Cas then reflects upon such dynamics as played out in the field of adventure over the ages with particular reference to the Antarctic explorers he idolised before realising that they, too, were all too human and, like Cas and Jonesy, never felt more so than when out there on the belittling ice.
Not only was the duo comparing themselves to the past and hoping for a better outcome – one hundred years ago Norway’s Roald Amundsen beat England’s Robert Scott to the South Pole. A broken man, Scott died on the return journey – they also had to contend with the fact that there was another out on the ice at the same time, hoping to achieve the same feat. On the flight in to Union Glacier they had to stare down Norwegian Aleksandr Gamme, out to emulate his countryman, Amundsen. The race was unofficially on, whether any of the three wanted to admit it or not. And history was not on the Australians’ side.
And so, once the background of the trip is recounted replete with early dramas that pre-splinters the pair before hitting Union Glacier, we read of the breakdown of body and mind as their trip edges forward, slowly, slowly, the pace almost matching the drawn-out experience. At first chapters plod, occasionally punctured by challenges of crevasses and gear break downs and moods and spats and frustrations. As the journey the unfolds the rhythmic composition of Cas’s retelling is like large thick waves of chapters slowly thumping through, the reader willing them and the words to pick up the pace a little. Perhaps this was Cas’ intent in the writing, perhaps not – but in the context of the type of adventure we’re reading about, it works. You start to get a little frustrated. Another long day on the ice. I get it. Enough already! Give me some drama…and then, just when you can’t stand it anymore, you think you’ll put the book down for a breather, Jonesy pisses Cas off, Cas shits himself, a crevasse opens, an argument ensues and the possibility that they will even make it to the Pole, let alone the return, diminishes. And you turn another page as they take another step forward regardless.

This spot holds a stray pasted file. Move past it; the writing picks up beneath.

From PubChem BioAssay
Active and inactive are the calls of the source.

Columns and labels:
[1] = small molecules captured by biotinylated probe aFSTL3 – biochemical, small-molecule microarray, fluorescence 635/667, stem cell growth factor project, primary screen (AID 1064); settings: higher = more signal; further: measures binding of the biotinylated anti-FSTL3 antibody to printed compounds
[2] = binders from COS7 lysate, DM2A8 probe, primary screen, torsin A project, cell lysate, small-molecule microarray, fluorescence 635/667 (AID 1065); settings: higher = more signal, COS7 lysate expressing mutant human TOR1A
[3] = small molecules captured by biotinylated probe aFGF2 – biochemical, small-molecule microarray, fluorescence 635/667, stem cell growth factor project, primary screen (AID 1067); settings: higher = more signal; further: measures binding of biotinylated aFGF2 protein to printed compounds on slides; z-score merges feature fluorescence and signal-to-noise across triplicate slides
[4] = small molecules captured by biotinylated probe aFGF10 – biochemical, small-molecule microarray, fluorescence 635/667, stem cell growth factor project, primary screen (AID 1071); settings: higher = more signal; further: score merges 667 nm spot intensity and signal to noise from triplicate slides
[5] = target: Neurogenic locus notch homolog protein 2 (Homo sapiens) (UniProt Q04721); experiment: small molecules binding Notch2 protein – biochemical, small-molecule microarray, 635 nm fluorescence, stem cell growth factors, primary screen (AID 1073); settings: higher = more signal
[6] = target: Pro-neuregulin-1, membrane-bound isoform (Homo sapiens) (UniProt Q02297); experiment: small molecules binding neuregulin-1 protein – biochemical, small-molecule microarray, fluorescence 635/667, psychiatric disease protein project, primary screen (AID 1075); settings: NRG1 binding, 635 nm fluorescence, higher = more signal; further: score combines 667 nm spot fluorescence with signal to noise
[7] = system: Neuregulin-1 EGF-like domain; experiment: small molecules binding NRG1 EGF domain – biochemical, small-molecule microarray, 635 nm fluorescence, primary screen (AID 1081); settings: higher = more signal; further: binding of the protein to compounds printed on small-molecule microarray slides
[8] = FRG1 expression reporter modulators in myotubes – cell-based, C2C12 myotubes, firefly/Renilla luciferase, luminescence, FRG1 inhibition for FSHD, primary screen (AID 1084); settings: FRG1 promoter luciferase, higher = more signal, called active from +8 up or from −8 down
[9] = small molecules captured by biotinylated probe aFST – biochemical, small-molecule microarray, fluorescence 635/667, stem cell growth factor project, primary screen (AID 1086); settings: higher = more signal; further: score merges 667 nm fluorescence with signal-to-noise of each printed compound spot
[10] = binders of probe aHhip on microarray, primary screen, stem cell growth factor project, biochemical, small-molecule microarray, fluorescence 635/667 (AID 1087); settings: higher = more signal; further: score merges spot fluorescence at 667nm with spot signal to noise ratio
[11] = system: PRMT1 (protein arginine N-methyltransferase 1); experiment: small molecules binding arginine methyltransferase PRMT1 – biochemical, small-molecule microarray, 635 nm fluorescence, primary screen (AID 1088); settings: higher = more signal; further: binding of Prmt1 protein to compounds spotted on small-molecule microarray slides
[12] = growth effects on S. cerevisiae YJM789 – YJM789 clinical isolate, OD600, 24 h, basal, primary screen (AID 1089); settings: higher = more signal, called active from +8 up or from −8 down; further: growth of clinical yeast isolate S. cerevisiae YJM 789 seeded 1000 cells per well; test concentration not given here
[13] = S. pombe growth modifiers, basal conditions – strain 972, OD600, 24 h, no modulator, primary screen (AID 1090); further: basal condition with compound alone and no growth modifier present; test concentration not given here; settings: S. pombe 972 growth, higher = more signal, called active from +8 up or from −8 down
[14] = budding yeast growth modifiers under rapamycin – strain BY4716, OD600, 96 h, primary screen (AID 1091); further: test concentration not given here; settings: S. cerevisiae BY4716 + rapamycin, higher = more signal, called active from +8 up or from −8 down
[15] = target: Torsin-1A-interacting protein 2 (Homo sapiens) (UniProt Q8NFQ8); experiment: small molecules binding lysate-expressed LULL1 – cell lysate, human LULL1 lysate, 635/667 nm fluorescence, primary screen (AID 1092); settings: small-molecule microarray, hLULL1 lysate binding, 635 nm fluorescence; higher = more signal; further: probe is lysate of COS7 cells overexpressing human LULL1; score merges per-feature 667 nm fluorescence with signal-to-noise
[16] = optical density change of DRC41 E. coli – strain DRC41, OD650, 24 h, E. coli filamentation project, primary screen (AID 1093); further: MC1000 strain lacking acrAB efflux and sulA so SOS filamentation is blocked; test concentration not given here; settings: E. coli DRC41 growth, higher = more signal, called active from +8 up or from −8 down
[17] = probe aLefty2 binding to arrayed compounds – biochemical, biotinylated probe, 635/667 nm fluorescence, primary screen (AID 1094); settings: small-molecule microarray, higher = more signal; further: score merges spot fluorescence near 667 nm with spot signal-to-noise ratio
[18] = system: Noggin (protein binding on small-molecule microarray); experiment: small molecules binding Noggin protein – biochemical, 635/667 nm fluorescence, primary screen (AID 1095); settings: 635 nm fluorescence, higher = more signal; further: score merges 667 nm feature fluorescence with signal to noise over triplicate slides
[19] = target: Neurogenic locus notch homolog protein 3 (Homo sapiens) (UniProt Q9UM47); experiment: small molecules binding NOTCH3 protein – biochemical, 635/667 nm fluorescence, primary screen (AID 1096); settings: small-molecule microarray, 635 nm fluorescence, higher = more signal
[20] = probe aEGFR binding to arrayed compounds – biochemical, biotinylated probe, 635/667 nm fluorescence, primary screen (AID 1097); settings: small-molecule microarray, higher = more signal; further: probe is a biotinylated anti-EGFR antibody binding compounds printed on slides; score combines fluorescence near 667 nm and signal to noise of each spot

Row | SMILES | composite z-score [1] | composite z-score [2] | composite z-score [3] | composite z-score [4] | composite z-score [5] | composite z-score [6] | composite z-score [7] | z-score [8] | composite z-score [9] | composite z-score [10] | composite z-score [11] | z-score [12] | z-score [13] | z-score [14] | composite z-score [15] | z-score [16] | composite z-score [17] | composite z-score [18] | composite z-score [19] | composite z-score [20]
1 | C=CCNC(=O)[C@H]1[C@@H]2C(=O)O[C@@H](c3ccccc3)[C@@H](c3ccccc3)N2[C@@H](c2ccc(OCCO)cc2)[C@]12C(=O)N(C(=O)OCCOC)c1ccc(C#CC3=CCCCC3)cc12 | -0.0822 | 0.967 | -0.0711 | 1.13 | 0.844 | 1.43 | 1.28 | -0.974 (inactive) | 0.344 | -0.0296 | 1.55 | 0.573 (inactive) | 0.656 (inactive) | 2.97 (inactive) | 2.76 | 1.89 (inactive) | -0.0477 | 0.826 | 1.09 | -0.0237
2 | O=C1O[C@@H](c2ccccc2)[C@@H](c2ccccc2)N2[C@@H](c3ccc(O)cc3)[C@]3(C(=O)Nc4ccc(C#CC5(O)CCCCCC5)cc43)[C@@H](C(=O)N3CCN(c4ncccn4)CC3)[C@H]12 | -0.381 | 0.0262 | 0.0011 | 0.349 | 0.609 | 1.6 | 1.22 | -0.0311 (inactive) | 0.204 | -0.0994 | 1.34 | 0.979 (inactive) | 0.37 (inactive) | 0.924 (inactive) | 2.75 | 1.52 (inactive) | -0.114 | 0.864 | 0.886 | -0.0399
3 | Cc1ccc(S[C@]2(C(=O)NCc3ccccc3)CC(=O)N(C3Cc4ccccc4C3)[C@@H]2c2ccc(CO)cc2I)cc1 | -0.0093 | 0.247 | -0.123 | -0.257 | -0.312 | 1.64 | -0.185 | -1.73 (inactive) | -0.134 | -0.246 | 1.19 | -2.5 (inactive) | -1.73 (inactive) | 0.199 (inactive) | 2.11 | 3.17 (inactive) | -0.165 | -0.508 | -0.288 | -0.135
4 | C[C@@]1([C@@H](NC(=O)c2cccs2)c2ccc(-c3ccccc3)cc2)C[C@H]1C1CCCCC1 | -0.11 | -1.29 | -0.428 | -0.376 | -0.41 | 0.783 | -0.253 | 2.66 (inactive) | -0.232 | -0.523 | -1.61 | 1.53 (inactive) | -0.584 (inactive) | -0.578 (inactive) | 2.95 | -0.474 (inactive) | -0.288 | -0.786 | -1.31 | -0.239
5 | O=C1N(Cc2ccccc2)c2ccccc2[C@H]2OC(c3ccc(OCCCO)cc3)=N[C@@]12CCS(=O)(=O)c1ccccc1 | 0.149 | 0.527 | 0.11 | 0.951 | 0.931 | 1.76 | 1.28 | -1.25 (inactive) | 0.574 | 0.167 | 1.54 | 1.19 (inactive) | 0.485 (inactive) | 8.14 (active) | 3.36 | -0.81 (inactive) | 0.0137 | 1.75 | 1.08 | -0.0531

There’s something about it that works – if a book and a writer can prompt even the slightest echo of feeling in a reader of what is transpiring in the story, then it’s a job well done. That includes frustration, anticipation, disappointment, hope…thankfully Cas doesn’t ever give you the real shits.
So, to be fair, just like there is only so many ways you can describe a scene of ice and snow, there is only so many ways to build a picture of the daily grind the fellas suffered out there. And that repetition is part of the suffering.
Cas’ delving into snippets of Antarctic history is welcome sideline – a mental gear shift for the reader – but like the ice fields, perhaps a little lean on detail. I would have liked to go further into what happened out there all those years ago, especially in exploring the mindspace and relationship dynamics of the Antarctic explorers of yesteryear – I wanted to know more about their drama to then compare it to where Cas and Jonesy were sitting, remembering that for all their modern day equipment and advanced logistics planning, they like those before them still had to deal with the same conditions, the same hurt, the same mental anguish. And like past adventurers, a lot of the time there was no way out – they could still die. In so many ways.
Of course, there’s plenty more contained within Cas’ book, including his own humility in the face of the dealing with the fact that the pair may not to be ‘the first’ to complete the feat, with Gamme on a flier. In the quiet times, out there in the mêlée of pitch white, that fact plays with Cas’ mind.
Nevertheless, first or second, we know that the pair survive and, after 89 days, make it back to Union Glacier – the ice, the storms, the crevasses, the hunger, the pain, the breakdowns, the arguments… they live through it all.
And to get a little hyped, in the world of adventure, that’s pretty rock ‘n roll.
And worth reading about in Extreme South. Nurofen and iPod not required.